On 11th September, delegates from microbiology, patient safety, urology, Emergency and antenatal medicine gathered at the RCP, London to hear Forte Medical Forum speakers and panel discuss the value of accurate diagnoses.
Well, they didn’t just listen, many took part as the Q&A session evolved into a lively conversation about urine; believe me, there were some impassioned views from lab and frontline professionals to Consultants and patient groups.
It seems all parties agree: urine is the perceived poor relation to blood, yet is a far more common specimen, used for arguably a greater variety of diagnoses; it is also cheaper and less invasive to collect.
Much of today’s discussion focused on the reasons for this medically pitiful overlooking of an essential and invaluable basic diagnostic tool. It is not for me to reveal here the thrust of many of the strong views held as these will be released on film and by way of VoxPop interviews in days and weeks to come.
What I can tell you is that Forte Medical is on to something big; we always have been, yet bringing innovation into the nation’s health providers is no small task. Piers Ricketts, CEO of the Eastern AHSN asked me why Forte Medical makes such an effort to disseminate lessons from our journey to others.
The answer is simple: we have been at the forefront of delivering innovation in an overlooked, often ignored and unglamourous area of science, medicine and public health. One of the biggest rewards is to know that our experience can mitigate the struggle of those innovators coming along behind us.
If, whilst changing paradigms around basic medicine, we can forge a clearer path for the next generation, then this will deliver a second reward – for no SME, no young business should have to spend twelve years and £2.8m of privately generated investment to deliver £millions in desperately needed cost savings to a publicly funded health system, and even more importantly, to save lives.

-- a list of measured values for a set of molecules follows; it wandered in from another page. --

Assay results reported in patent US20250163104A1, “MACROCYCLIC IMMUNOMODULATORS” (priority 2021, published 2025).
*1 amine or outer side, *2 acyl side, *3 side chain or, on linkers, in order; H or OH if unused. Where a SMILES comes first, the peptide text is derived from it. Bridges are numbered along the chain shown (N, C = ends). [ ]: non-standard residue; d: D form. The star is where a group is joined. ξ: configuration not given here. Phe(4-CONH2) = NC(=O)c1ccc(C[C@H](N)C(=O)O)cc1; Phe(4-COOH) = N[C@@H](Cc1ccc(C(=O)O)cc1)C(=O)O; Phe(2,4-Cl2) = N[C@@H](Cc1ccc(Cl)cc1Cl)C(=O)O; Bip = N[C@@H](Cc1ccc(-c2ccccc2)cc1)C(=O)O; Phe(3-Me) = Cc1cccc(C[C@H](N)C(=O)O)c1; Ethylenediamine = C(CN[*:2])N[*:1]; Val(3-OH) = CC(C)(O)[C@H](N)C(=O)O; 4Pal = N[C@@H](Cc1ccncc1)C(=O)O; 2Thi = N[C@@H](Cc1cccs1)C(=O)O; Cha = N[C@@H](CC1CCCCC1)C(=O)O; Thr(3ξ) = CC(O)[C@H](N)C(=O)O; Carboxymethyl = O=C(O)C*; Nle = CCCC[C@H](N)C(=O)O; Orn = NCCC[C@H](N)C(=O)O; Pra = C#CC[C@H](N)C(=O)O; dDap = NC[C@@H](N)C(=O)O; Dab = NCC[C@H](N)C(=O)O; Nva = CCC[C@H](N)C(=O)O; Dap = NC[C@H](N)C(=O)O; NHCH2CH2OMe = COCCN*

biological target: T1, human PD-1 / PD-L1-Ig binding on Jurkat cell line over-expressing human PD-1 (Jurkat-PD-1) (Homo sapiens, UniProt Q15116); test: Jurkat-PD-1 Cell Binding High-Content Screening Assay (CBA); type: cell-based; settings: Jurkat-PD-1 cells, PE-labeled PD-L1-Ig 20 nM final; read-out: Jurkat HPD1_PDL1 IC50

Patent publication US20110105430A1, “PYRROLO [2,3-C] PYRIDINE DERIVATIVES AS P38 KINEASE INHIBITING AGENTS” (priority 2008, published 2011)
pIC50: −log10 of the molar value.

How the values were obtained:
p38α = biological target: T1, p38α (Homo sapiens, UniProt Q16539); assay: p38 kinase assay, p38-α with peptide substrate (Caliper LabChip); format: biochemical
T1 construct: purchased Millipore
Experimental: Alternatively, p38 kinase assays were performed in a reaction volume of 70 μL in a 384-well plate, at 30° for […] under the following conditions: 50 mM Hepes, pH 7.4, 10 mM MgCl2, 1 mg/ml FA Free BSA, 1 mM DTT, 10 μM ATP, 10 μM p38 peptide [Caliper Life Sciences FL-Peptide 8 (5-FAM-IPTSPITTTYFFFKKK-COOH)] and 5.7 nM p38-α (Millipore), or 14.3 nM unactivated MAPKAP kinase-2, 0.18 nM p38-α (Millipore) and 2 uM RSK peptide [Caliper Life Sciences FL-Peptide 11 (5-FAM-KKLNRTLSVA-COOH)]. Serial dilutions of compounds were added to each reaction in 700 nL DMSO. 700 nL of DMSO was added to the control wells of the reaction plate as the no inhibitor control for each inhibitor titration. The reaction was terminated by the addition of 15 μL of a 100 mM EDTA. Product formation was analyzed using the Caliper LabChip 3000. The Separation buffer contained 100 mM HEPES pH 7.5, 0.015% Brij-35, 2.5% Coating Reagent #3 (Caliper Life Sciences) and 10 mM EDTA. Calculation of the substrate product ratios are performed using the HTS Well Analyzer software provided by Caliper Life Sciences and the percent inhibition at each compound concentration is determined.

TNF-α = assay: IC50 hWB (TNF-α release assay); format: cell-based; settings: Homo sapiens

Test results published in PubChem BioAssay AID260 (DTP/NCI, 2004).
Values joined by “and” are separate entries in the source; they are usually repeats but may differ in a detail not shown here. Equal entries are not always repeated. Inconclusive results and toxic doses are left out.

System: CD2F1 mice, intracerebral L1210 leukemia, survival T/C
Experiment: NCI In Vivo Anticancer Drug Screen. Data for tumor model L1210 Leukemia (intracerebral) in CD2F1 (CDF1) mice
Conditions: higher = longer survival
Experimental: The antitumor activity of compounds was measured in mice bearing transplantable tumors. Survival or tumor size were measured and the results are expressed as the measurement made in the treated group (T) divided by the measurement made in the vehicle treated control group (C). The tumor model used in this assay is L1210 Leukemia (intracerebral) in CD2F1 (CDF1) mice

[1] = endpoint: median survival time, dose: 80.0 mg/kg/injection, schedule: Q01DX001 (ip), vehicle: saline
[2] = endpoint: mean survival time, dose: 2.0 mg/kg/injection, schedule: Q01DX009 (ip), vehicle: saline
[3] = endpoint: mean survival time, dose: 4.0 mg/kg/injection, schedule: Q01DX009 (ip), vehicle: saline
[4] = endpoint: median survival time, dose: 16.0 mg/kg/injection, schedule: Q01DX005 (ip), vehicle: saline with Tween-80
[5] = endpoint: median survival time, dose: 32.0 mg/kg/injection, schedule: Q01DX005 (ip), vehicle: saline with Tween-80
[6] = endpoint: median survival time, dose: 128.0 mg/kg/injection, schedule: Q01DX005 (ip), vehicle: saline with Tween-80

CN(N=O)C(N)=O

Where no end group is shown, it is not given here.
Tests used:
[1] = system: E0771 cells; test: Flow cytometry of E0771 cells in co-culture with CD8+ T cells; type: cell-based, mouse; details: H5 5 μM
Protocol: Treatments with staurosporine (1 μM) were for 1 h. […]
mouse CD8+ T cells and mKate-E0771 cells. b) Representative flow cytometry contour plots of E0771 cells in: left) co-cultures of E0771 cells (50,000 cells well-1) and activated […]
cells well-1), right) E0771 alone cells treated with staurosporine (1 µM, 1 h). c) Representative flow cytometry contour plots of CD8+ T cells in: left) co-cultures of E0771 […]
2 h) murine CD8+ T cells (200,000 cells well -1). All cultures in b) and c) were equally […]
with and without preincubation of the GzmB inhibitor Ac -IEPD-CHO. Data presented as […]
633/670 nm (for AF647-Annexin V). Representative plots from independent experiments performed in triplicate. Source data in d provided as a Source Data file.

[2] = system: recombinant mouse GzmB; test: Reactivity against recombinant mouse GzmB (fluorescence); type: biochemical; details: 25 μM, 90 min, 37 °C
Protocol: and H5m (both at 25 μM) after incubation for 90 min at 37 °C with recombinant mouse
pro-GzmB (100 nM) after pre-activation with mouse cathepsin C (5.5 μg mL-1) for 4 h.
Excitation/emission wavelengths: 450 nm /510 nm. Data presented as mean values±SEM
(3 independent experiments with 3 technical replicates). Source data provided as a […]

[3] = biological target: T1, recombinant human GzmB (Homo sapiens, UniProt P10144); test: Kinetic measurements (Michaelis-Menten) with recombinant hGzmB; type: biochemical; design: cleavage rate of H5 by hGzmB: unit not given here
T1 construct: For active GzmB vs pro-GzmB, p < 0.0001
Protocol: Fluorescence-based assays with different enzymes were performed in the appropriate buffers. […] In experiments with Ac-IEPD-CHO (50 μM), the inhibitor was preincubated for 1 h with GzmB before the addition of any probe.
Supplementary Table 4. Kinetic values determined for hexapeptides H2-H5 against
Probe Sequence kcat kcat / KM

This is not a chest-beating exercise, it is a genuine plea to the NHS to exploit the invaluable work of the AHSN Network and the National Institute for Heatlh Research (NIHR) to improve, to innovate, to transform and do what it already does so well even better, at lower cost.
“All” it takes is a little collaboration and belief between innovator and healthcare provider; the army of frontline staff, clinicians and consultants that have worked with us over the years show that it can be done.
Now we must work on the transfer of innovation into adoption and growth. While we persuade the medical powers that be that wee matters, this translation piece is where the expertise of all the wonderful AHSNs lie. Mr Ricketts and colleagues: over to you!
A full overview of the event will be published in the next couple of weeks – if you would like to be sent a copy please email: firstname.lastname@example.org